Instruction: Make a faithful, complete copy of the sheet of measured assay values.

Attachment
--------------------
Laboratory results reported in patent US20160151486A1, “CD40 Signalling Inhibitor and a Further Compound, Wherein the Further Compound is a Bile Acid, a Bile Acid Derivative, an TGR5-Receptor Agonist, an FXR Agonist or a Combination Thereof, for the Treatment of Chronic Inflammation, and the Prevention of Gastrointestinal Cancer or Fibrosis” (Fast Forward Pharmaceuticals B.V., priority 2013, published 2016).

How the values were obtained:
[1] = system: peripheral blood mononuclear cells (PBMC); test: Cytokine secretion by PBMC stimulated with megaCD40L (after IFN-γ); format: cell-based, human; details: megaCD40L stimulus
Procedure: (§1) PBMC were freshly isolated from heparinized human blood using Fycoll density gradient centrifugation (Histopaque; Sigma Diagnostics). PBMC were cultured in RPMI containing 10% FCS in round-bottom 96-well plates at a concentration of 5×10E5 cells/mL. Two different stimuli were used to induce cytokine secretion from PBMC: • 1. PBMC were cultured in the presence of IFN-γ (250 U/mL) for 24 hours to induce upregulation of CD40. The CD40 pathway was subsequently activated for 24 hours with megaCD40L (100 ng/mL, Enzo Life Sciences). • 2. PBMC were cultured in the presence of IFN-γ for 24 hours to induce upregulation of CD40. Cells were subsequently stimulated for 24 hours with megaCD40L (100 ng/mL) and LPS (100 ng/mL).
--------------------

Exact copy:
Laboratory results reported in patent US20160151486A1, “CD40 Signalling Inhibitor and a Further Compound, Wherein the Further Compound is a Bile Acid, a Bile Acid Derivative, an TGR5-Receptor Agonist, an FXR Agonist or a Combination Thereof, for the Treatment of Chronic Inflammation, and the Prevention of Gastrointestinal Cancer or Fibrosis” (Fast Forward Pharmaceuticals B.V., priority 2013, published 2016).

How the values were obtained:
[1] = system: peripheral blood mononuclear cells (PBMC); test: Cytokine secretion by PBMC stimulated with megaCD40L (after IFN-γ); format: cell-based, human; details: megaCD40L stimulus
Procedure: (§1) PBMC were freshly isolated from heparinized human blood using Fycoll density gradient centrifugation (Histopaque; Sigma Diagnostics). PBMC were cultured in RPMI containing 10% FCS in round-bottom 96-well plates at a concentration of 5×10E5 cells/mL. Two different stimuli were used to induce cytokine secretion from PBMC: • 1. PBMC were cultured in the presence of IFN-γ (250 U/mL) for 24 hours to induce upregulation of CD40. The CD40 pathway was subsequently activated for 24 hours with megaCD40L (100 ng/mL, Enzo Life Sciences). • 2. PBMC were cultured in the presence of IFN-γ for 24 hours to induce upregulation of CD40. Cells were subsequently stimulated for 24 hours with megaCD40L (100 ng/mL) and LPS (100 ng/mL).